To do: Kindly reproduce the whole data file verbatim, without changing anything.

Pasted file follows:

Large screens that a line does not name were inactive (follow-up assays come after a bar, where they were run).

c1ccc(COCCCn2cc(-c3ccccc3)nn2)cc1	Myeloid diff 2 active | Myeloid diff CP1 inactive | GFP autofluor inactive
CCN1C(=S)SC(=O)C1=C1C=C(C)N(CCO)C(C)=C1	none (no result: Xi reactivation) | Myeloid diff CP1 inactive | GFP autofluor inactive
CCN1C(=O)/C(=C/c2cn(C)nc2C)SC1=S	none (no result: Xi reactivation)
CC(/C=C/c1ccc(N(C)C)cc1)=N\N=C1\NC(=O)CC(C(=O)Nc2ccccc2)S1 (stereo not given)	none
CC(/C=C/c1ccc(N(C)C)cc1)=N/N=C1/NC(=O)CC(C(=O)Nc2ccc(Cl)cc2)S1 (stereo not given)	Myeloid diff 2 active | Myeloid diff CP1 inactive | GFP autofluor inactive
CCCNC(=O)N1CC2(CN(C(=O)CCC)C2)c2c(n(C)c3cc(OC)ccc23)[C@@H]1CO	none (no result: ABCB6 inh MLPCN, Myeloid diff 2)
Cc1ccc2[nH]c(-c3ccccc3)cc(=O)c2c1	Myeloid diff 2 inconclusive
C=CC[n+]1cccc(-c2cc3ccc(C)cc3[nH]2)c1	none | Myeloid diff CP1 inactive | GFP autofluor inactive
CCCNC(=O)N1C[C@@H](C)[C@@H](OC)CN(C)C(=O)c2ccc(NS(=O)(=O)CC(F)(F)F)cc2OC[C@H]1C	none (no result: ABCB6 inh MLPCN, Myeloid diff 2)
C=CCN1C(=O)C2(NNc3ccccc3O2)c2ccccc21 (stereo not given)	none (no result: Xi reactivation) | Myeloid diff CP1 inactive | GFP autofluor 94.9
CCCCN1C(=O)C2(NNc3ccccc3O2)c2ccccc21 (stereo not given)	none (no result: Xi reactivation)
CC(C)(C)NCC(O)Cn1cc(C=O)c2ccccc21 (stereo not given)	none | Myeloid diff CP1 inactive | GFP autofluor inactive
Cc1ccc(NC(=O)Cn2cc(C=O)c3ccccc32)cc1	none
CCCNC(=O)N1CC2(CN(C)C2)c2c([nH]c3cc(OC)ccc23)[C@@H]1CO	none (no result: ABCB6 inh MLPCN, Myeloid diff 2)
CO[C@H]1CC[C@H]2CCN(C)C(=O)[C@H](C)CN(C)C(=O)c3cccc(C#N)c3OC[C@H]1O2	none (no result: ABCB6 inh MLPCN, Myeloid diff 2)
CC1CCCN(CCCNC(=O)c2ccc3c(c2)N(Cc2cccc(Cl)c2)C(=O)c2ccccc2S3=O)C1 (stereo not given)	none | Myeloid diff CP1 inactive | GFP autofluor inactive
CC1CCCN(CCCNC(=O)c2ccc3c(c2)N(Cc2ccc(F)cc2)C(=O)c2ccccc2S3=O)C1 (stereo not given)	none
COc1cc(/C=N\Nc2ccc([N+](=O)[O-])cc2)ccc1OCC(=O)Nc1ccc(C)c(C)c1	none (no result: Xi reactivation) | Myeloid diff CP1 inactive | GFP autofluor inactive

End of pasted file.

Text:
Large screens that a line does not name were inactive (follow-up assays come after a bar, where they were run).

c1ccc(COCCCn2cc(-c3ccccc3)nn2)cc1	Myeloid diff 2 active | Myeloid diff CP1 inactive | GFP autofluor inactive
CCN1C(=S)SC(=O)C1=C1C=C(C)N(CCO)C(C)=C1	none (no result: Xi reactivation) | Myeloid diff CP1 inactive | GFP autofluor inactive
CCN1C(=O)/C(=C/c2cn(C)nc2C)SC1=S	none (no result: Xi reactivation)
CC(/C=C/c1ccc(N(C)C)cc1)=N\N=C1\NC(=O)CC(C(=O)Nc2ccccc2)S1 (stereo not given)	none
CC(/C=C/c1ccc(N(C)C)cc1)=N/N=C1/NC(=O)CC(C(=O)Nc2ccc(Cl)cc2)S1 (stereo not given)	Myeloid diff 2 active | Myeloid diff CP1 inactive | GFP autofluor inactive
CCCNC(=O)N1CC2(CN(C(=O)CCC)C2)c2c(n(C)c3cc(OC)ccc23)[C@@H]1CO	none (no result: ABCB6 inh MLPCN, Myeloid diff 2)
Cc1ccc2[nH]c(-c3ccccc3)cc(=O)c2c1	Myeloid diff 2 inconclusive
C=CC[n+]1cccc(-c2cc3ccc(C)cc3[nH]2)c1	none | Myeloid diff CP1 inactive | GFP autofluor inactive
CCCNC(=O)N1C[C@@H](C)[C@@H](OC)CN(C)C(=O)c2ccc(NS(=O)(=O)CC(F)(F)F)cc2OC[C@H]1C	none (no result: ABCB6 inh MLPCN, Myeloid diff 2)
C=CCN1C(=O)C2(NNc3ccccc3O2)c2ccccc21 (stereo not given)	none (no result: Xi reactivation) | Myeloid diff CP1 inactive | GFP autofluor 94.9
CCCCN1C(=O)C2(NNc3ccccc3O2)c2ccccc21 (stereo not given)	none (no result: Xi reactivation)
CC(C)(C)NCC(O)Cn1cc(C=O)c2ccccc21 (stereo not given)	none | Myeloid diff CP1 inactive | GFP autofluor inactive
Cc1ccc(NC(=O)Cn2cc(C=O)c3ccccc32)cc1	none
CCCNC(=O)N1CC2(CN(C)C2)c2c([nH]c3cc(OC)ccc23)[C@@H]1CO	none (no result: ABCB6 inh MLPCN, Myeloid diff 2)
CO[C@H]1CC[C@H]2CCN(C)C(=O)[C@H](C)CN(C)C(=O)c3cccc(C#N)c3OC[C@H]1O2	none (no result: ABCB6 inh MLPCN, Myeloid diff 2)
CC1CCCN(CCCNC(=O)c2ccc3c(c2)N(Cc2cccc(Cl)c2)C(=O)c2ccccc2S3=O)C1 (stereo not given)	none | Myeloid diff CP1 inactive | GFP autofluor inactive
CC1CCCN(CCCNC(=O)c2ccc3c(c2)N(Cc2ccc(F)cc2)C(=O)c2ccccc2S3=O)C1 (stereo not given)	none
COc1cc(/C=N\Nc2ccc([N+](=O)[O-])cc2)ccc1OCC(=O)Nc1ccc(C)c(C)c1	none (no result: Xi reactivation) | Myeloid diff CP1 inactive | GFP autofluor inactive